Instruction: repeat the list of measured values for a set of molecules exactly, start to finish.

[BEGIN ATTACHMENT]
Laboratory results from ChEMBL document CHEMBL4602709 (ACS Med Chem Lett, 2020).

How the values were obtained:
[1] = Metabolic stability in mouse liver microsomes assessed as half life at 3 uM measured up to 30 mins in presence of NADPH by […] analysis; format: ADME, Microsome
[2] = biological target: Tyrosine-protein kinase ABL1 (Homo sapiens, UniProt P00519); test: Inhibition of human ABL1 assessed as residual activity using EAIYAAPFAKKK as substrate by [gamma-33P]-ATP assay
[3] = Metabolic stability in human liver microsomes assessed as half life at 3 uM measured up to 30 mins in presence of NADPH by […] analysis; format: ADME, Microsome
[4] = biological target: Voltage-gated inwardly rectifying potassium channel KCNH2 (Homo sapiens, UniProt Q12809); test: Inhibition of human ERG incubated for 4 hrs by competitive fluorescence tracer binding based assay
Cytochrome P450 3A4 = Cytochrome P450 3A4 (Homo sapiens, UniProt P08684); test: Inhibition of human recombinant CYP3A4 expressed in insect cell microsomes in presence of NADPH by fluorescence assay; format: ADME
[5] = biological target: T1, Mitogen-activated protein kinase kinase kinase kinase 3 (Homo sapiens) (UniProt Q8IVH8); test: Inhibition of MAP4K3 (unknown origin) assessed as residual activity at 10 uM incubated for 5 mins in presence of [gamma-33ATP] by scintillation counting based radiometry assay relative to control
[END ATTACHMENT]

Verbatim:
Laboratory results from ChEMBL document CHEMBL4602709 (ACS Med Chem Lett, 2020).

How the values were obtained:
[1] = Metabolic stability in mouse liver microsomes assessed as half life at 3 uM measured up to 30 mins in presence of NADPH by […] analysis; format: ADME, Microsome
[2] = biological target: Tyrosine-protein kinase ABL1 (Homo sapiens, UniProt P00519); test: Inhibition of human ABL1 assessed as residual activity using EAIYAAPFAKKK as substrate by [gamma-33P]-ATP assay
[3] = Metabolic stability in human liver microsomes assessed as half life at 3 uM measured up to 30 mins in presence of NADPH by […] analysis; format: ADME, Microsome
[4] = biological target: Voltage-gated inwardly rectifying potassium channel KCNH2 (Homo sapiens, UniProt Q12809); test: Inhibition of human ERG incubated for 4 hrs by competitive fluorescence tracer binding based assay
Cytochrome P450 3A4 = Cytochrome P450 3A4 (Homo sapiens, UniProt P08684); test: Inhibition of human recombinant CYP3A4 expressed in insect cell microsomes in presence of NADPH by fluorescence assay; format: ADME
[5] = biological target: T1, Mitogen-activated protein kinase kinase kinase kinase 3 (Homo sapiens) (UniProt Q8IVH8); test: Inhibition of MAP4K3 (unknown origin) assessed as residual activity at 10 uM incubated for 5 mins in presence of [gamma-33ATP] by scintillation counting based radiometry assay relative to control